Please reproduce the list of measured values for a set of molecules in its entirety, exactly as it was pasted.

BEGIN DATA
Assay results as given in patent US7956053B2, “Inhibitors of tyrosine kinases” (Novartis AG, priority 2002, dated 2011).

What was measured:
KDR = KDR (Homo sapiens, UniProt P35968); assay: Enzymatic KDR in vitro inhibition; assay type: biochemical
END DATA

Assay results as given in patent US7956053B2, “Inhibitors of tyrosine kinases” (Novartis AG, priority 2002, dated 2011).

What was measured:
KDR = KDR (Homo sapiens, UniProt P35968); assay: Enzymatic KDR in vitro inhibition; assay type: biochemical